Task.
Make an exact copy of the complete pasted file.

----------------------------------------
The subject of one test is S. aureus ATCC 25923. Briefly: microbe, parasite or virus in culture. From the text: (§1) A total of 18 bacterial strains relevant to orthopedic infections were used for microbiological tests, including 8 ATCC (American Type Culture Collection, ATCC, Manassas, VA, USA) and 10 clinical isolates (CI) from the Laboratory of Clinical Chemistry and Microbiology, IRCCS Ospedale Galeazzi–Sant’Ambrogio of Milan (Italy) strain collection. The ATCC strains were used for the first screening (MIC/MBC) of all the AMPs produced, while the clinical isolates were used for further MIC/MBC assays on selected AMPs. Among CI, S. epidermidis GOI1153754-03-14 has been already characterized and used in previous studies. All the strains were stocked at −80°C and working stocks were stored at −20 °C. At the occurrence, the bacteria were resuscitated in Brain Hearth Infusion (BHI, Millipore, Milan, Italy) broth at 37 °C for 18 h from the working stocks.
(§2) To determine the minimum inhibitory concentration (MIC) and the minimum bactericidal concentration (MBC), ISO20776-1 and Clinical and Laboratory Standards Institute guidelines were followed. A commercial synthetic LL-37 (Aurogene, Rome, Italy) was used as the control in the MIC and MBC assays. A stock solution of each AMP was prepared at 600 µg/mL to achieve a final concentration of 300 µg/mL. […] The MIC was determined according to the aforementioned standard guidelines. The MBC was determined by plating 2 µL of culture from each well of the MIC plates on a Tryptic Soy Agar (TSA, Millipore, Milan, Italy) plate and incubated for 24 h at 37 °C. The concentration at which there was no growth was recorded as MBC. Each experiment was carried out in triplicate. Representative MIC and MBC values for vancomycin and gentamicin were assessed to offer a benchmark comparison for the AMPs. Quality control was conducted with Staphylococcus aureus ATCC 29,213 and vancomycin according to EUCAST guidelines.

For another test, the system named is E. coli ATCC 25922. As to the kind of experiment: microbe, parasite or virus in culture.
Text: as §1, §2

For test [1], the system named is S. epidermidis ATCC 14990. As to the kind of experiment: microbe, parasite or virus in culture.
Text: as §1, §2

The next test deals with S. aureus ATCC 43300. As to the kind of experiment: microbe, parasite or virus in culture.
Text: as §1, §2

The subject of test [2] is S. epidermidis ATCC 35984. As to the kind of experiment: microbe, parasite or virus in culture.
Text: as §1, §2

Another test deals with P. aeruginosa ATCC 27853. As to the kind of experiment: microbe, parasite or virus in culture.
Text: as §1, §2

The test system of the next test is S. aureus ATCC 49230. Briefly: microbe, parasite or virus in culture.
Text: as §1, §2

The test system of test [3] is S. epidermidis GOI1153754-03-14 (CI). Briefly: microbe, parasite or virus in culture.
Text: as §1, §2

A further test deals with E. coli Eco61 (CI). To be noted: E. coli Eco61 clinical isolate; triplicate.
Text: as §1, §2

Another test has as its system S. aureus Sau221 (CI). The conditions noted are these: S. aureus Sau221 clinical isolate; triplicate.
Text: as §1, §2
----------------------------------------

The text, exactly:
The subject of one test is S. aureus ATCC 25923. Briefly: microbe, parasite or virus in culture. From the text: (§1) A total of 18 bacterial strains relevant to orthopedic infections were used for microbiological tests, including 8 ATCC (American Type Culture Collection, ATCC, Manassas, VA, USA) and 10 clinical isolates (CI) from the Laboratory of Clinical Chemistry and Microbiology, IRCCS Ospedale Galeazzi–Sant’Ambrogio of Milan (Italy) strain collection. The ATCC strains were used for the first screening (MIC/MBC) of all the AMPs produced, while the clinical isolates were used for further MIC/MBC assays on selected AMPs. Among CI, S. epidermidis GOI1153754-03-14 has been already characterized and used in previous studies. All the strains were stocked at −80°C and working stocks were stored at −20 °C. At the occurrence, the bacteria were resuscitated in Brain Hearth Infusion (BHI, Millipore, Milan, Italy) broth at 37 °C for 18 h from the working stocks.
(§2) To determine the minimum inhibitory concentration (MIC) and the minimum bactericidal concentration (MBC), ISO20776-1 and Clinical and Laboratory Standards Institute guidelines were followed. A commercial synthetic LL-37 (Aurogene, Rome, Italy) was used as the control in the MIC and MBC assays. A stock solution of each AMP was prepared at 600 µg/mL to achieve a final concentration of 300 µg/mL. […] The MIC was determined according to the aforementioned standard guidelines. The MBC was determined by plating 2 µL of culture from each well of the MIC plates on a Tryptic Soy Agar (TSA, Millipore, Milan, Italy) plate and incubated for 24 h at 37 °C. The concentration at which there was no growth was recorded as MBC. Each experiment was carried out in triplicate. Representative MIC and MBC values for vancomycin and gentamicin were assessed to offer a benchmark comparison for the AMPs. Quality control was conducted with Staphylococcus aureus ATCC 29,213 and vancomycin according to EUCAST guidelines.

For another test, the system named is E. coli ATCC 25922. As to the kind of experiment: microbe, parasite or virus in culture.
Text: as §1, §2

For test [1], the system named is S. epidermidis ATCC 14990. As to the kind of experiment: microbe, parasite or virus in culture.
Text: as §1, §2

The next test deals with S. aureus ATCC 43300. As to the kind of experiment: microbe, parasite or virus in culture.
Text: as §1, §2

The subject of test [2] is S. epidermidis ATCC 35984. As to the kind of experiment: microbe, parasite or virus in culture.
Text: as §1, §2

Another test deals with P. aeruginosa ATCC 27853. As to the kind of experiment: microbe, parasite or virus in culture.
Text: as §1, §2

The test system of the next test is S. aureus ATCC 49230. Briefly: microbe, parasite or virus in culture.
Text: as §1, §2

The test system of test [3] is S. epidermidis GOI1153754-03-14 (CI). Briefly: microbe, parasite or virus in culture.
Text: as §1, §2

A further test deals with E. coli Eco61 (CI). To be noted: E. coli Eco61 clinical isolate; triplicate.
Text: as §1, §2

Another test has as its system S. aureus Sau221 (CI). The conditions noted are these: S. aureus Sau221 clinical isolate; triplicate.
Text: as §1, §2